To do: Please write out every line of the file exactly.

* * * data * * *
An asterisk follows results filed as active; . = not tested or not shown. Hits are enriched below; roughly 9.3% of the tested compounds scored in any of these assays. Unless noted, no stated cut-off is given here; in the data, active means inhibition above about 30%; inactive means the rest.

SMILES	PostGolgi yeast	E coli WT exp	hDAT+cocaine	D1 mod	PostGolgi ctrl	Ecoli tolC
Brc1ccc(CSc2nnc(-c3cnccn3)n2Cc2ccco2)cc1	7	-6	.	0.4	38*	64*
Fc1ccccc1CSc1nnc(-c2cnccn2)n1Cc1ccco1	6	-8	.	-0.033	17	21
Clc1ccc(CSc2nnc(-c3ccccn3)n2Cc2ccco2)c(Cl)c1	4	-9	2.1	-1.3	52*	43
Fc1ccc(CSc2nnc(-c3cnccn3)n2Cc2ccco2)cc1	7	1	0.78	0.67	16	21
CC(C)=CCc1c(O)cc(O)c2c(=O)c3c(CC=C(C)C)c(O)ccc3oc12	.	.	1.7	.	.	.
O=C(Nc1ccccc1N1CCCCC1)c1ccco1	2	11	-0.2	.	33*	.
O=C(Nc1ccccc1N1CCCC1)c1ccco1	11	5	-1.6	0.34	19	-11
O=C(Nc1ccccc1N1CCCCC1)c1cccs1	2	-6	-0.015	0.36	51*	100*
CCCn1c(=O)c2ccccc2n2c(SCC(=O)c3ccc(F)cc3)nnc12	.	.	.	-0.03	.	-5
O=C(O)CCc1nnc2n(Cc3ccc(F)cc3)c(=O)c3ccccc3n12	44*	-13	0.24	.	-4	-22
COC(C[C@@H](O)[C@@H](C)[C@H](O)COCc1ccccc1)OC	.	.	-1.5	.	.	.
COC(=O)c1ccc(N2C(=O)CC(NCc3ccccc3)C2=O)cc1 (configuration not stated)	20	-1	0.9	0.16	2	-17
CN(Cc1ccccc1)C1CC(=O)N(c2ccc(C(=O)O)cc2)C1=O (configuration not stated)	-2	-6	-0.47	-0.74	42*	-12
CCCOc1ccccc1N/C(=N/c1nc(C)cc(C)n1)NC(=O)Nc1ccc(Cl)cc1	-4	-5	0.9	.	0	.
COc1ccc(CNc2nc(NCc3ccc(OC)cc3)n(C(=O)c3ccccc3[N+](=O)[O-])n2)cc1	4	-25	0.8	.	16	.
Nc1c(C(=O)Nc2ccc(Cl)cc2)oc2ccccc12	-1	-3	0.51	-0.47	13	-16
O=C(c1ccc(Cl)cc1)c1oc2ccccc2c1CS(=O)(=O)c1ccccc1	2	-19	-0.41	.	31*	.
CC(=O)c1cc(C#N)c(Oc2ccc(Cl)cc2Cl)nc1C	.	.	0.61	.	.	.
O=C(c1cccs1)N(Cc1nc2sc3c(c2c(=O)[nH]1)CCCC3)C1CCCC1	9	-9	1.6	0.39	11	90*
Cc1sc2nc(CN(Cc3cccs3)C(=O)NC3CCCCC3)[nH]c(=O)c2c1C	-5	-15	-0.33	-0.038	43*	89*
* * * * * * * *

An asterisk follows results filed as active; . = not tested or not shown. Hits are enriched below; roughly 9.3% of the tested compounds scored in any of these assays. Unless noted, no stated cut-off is given here; in the data, active means inhibition above about 30%; inactive means the rest.

SMILES	PostGolgi yeast	E coli WT exp	hDAT+cocaine	D1 mod	PostGolgi ctrl	Ecoli tolC
Brc1ccc(CSc2nnc(-c3cnccn3)n2Cc2ccco2)cc1	7	-6	.	0.4	38*	64*
Fc1ccccc1CSc1nnc(-c2cnccn2)n1Cc1ccco1	6	-8	.	-0.033	17	21
Clc1ccc(CSc2nnc(-c3ccccn3)n2Cc2ccco2)c(Cl)c1	4	-9	2.1	-1.3	52*	43
Fc1ccc(CSc2nnc(-c3cnccn3)n2Cc2ccco2)cc1	7	1	0.78	0.67	16	21
CC(C)=CCc1c(O)cc(O)c2c(=O)c3c(CC=C(C)C)c(O)ccc3oc12	.	.	1.7	.	.	.
O=C(Nc1ccccc1N1CCCCC1)c1ccco1	2	11	-0.2	.	33*	.
O=C(Nc1ccccc1N1CCCC1)c1ccco1	11	5	-1.6	0.34	19	-11
O=C(Nc1ccccc1N1CCCCC1)c1cccs1	2	-6	-0.015	0.36	51*	100*
CCCn1c(=O)c2ccccc2n2c(SCC(=O)c3ccc(F)cc3)nnc12	.	.	.	-0.03	.	-5
O=C(O)CCc1nnc2n(Cc3ccc(F)cc3)c(=O)c3ccccc3n12	44*	-13	0.24	.	-4	-22
COC(C[C@@H](O)[C@@H](C)[C@H](O)COCc1ccccc1)OC	.	.	-1.5	.	.	.
COC(=O)c1ccc(N2C(=O)CC(NCc3ccccc3)C2=O)cc1 (configuration not stated)	20	-1	0.9	0.16	2	-17
CN(Cc1ccccc1)C1CC(=O)N(c2ccc(C(=O)O)cc2)C1=O (configuration not stated)	-2	-6	-0.47	-0.74	42*	-12
CCCOc1ccccc1N/C(=N/c1nc(C)cc(C)n1)NC(=O)Nc1ccc(Cl)cc1	-4	-5	0.9	.	0	.
COc1ccc(CNc2nc(NCc3ccc(OC)cc3)n(C(=O)c3ccccc3[N+](=O)[O-])n2)cc1	4	-25	0.8	.	16	.
Nc1c(C(=O)Nc2ccc(Cl)cc2)oc2ccccc12	-1	-3	0.51	-0.47	13	-16
O=C(c1ccc(Cl)cc1)c1oc2ccccc2c1CS(=O)(=O)c1ccccc1	2	-19	-0.41	.	31*	.
CC(=O)c1cc(C#N)c(Oc2ccc(Cl)cc2Cl)nc1C	.	.	0.61	.	.	.
O=C(c1cccs1)N(Cc1nc2sc3c(c2c(=O)[nH]1)CCCC3)C1CCCC1	9	-9	1.6	0.39	11	90*
Cc1sc2nc(CN(Cc3cccs3)C(=O)NC3CCCCC3)[nH]c(=O)c2c1C	-5	-15	-0.33	-0.038	43*	89*